Friday, July 28, 2017



Film Review by Fiore 

ATOMIC BLONDE attempts to provide women with their own version of JOHN WICK.  Charlize Theron ensnarls the role of Lorraine Broughton, a top-rate spy during the end of the Cold War.  Theron is not handling aging well.  She has abandoned glamorous roles, and is opting for characters immersed in the Woman Warrior Agenda.  She ruined Tom Hardy’s stint as Mad Max in MAD MAX: FURY ROAD, and now seems intent on showing up Keanu Reeves.  ATOMIC BLONDE works, not because of Theron, but for the efforts of James McAvoy and John Goodman.  Their performances help you forget some of the bizarre items Theron’s performance would have you believe; like her ability to toss around 250lb KGB agents.

The movie is shown in flashback.  A battered and bruised Lorraine is brought before a clandestine tribunal to account for a botched assignment.  It is 1989, and President Ronald Reagan is urging Soviet Leader Mikhail Gorbachev to tear down the wall dividing Berlin.  As the wall crumbles, a list of top espionage operatives across the globe is purloined by a rogue KGB agent, and placed on the market to the highest bidder.  Lorraine is tasked with finding and securing the list for MI-6.  Her contact in Berlin is David Percival, played by McAvoy.  Neither of the agents trust the other and the uneasy relationship complicates the mission.

Starring with Theron and McAvoy are: John Goodman as Emmett Kurzfeld, a CIA department head; Eddie Marsan as Spyglass, a key element in the delivery of the list; and Sofia Boutella as Delphine Lasalle, a French intelligence agent.   Sofia was most recently seen as Ahmanet, in Tom Cruise’s THE MUMMY.



Editor Elisabet Ronaldsdottir does a credible job in keeping ATOMIC BLONDE under two hours.  There is, however, still a hole in Act Two which drags to the point of making the movie seem longer than it is.  There is a lesbian love affair between Lorraine and Delphine which serves no purpose, other than to keep the male audience interested.  It’s pretty hot stuff, but definitely not necessary to the plot.

Jonathan Sela heads the camera crew.  He worked on JOHN WICK, so many of the action sequences carry a familiar appearance.  In fact, a plethora of the technical crew worked on the JOHN WICK film, so many of the battles, including the gun fights, will look recognizable.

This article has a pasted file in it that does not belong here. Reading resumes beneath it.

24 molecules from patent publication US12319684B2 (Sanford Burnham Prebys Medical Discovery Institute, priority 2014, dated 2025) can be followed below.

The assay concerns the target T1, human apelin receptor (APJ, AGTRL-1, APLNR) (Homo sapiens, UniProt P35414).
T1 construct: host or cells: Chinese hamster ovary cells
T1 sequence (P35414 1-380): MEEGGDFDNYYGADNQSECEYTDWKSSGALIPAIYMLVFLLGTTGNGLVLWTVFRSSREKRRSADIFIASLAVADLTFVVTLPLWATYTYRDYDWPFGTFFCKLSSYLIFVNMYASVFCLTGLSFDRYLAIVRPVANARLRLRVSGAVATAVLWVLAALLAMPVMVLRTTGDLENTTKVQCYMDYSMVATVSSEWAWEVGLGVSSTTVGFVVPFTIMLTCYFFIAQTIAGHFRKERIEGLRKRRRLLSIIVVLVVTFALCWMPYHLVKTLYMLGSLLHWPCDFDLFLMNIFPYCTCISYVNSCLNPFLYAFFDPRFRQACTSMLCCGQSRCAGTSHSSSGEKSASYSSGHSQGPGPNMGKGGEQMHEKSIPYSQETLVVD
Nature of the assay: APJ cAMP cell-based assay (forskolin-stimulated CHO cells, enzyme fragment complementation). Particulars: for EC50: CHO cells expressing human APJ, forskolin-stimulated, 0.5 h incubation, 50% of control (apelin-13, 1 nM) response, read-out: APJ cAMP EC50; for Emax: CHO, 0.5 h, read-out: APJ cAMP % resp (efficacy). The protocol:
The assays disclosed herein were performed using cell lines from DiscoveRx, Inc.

In all honesty, I should explain my scorn at the current Woman Warrior trend in Tinseltown.  I can easily accept women besting bigger, stronger men if they are superheroes, genetically enhanced, vampires or alien cyborgs.  Can’t accept anything else.  During all my years in martial arts competition, I have encountered possibly three women who could hold their own in a fight with a man.  I didn’t say win, but at least look decent during the fight.  I’ve been out of the fight game for decades, and perhaps things have changed.  That said, Sela and Production Designer David Scheunemann do a credible job in making Theron look like see can hang.  Her battles using furniture, hardware fixtures and corkscrews are all viable; but her hand to hand fights border on the comical.  I realize these sequences are placed in films so women, and girls can feel good about themselves and strengthen their feelings of independence; but at some point, reality is stretched too far, turning action to humor.

Let’s take a look at the report card for ATOMIC BLONDE

1.2   ACTING = B



1.5   EDITING = C

1.6   LIGHTING = C

1.7   SCRIPT = D

1.8   SFX = B

1.9   ACTION = B

ATOMIC BLONDE offers a great sound track, with the possible exception of the insipid "99 Red Luftballoons" tune.  A movie hasn’t opened with David Bowie’s Putting Out Fire since Natasha Kinski’s version of CAT PEOPLE.  

The script, by Kurt Johnstad is not bad, but really borrows from trite templates.  The spy list is overdone, the girl on girl action is overplayed and the conclusion is overwrought with twists.  In the latter aspect, it simply tries too hard.

If you can let the ridiculous fight scenes slide, ATOMIC BLONDE is not a bad action flick.  It is easier to believe a woman can knock out a man twice her size with a sink, than with a front kick.  Even Cynthia Rothrock never did that.  The film is rated R, and contains extensive violence, sex, nudity and language only a drunken sailor should use, so please, keep the kiddies at home.  Ladies, I think you’ll like this one.  Guys, if you have to sit through a chick flick, better this than anything by Nicholas Sparks.

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